Cuba is the latest country to consider using cryptocurrency to skirt U.S. sanctions, Reuters reported quoting a government source on July 3.
In a public address on local television, the country’s president, Migual Diaz-Canel, said the plan would raise capital for around one quarter of the population, helping to pay for reforms.
Cuba has felt a severe knock-on effect from the crisis in Venezuela, which was previously a major source of aid.
“We are studying the potential use of cryptocurrency... in our national and international commercial transactions, and we are working on that together with academics,” Reuters quoted economy minister Alejandro Gil Fernandez as saying.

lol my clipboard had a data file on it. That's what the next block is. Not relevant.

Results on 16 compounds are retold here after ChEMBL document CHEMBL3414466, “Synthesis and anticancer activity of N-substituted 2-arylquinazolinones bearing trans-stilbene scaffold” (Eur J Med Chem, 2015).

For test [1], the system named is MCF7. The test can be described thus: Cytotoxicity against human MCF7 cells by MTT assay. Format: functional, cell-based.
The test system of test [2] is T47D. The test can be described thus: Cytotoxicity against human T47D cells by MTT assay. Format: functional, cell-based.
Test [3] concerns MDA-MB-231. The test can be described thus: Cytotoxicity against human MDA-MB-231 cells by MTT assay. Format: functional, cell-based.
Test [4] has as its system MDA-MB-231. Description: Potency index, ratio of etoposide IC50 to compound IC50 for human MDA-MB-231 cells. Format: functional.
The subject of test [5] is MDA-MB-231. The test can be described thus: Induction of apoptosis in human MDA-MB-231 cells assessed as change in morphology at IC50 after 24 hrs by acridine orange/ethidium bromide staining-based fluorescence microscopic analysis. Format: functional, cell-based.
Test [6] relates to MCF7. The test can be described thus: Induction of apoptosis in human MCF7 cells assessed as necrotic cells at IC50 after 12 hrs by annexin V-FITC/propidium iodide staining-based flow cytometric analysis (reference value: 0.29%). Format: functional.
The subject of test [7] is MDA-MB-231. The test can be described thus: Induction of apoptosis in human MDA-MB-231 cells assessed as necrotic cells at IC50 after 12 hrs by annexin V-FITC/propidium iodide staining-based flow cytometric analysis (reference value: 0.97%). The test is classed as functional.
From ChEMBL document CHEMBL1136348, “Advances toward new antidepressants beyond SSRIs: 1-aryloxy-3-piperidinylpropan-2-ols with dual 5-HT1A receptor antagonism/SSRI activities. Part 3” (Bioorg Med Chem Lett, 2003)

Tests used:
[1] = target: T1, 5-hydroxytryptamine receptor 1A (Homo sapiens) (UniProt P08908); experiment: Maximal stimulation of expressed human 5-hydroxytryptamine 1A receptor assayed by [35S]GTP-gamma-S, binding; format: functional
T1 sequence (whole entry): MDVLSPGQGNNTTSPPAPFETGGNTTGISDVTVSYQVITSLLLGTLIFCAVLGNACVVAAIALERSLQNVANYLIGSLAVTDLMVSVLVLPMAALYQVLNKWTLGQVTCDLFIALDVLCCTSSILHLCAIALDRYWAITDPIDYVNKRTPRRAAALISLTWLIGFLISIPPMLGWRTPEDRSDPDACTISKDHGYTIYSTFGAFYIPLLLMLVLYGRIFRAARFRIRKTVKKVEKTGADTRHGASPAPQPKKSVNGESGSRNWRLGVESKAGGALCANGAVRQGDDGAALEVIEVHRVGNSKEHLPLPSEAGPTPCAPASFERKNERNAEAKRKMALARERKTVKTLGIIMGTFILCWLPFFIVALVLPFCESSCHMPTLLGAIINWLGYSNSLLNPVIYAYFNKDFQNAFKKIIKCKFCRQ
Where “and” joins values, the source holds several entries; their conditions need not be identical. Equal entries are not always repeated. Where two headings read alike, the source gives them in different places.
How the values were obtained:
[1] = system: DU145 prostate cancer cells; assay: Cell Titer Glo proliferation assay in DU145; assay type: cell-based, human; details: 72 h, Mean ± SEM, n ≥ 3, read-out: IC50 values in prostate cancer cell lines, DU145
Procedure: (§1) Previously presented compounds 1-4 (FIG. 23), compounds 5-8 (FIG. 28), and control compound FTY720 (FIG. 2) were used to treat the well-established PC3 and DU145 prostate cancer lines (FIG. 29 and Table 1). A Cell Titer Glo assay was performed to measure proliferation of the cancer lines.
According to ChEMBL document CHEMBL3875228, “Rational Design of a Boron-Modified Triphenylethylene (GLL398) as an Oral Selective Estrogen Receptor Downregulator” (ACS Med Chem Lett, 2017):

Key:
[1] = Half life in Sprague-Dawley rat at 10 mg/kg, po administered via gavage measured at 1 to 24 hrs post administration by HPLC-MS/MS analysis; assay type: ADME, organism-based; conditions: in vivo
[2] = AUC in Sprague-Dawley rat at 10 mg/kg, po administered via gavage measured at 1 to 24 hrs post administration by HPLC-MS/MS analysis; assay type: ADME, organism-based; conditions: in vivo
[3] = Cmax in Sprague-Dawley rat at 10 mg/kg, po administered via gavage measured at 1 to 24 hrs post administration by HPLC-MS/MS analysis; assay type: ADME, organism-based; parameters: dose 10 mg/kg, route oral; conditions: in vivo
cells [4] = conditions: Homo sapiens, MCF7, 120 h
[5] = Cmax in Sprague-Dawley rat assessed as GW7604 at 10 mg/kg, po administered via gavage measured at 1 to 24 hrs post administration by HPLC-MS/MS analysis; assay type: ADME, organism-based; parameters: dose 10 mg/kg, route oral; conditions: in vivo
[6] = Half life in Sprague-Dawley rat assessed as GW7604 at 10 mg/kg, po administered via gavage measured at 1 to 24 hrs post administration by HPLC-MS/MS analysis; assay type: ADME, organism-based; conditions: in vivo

As Cointelegraph reported, Venezuela itself rolled out its own state-run cryptocurrency, Petro, last year. Also designed to dodge sanctions, its use has so far remained limited due to a lack of international interest.
Other states are considering following suit, such as Iran, which is facing an ever more hostile U.S. reception.
It remains unclear whether Cuba is looking at creating its own cryptocurrency token or seeking to use an existing public one, such as bitcoin (BTC).
According to Gil Fernandez, the cryptocurrency-sponsored reforms are much needed, and would allow some form of decentralization in an economy still largely operated under soviet principles.
There are also plans to allow companies operating in Cuba’s Mariel Special Economic Zone to receive a portion of sales in hard currency.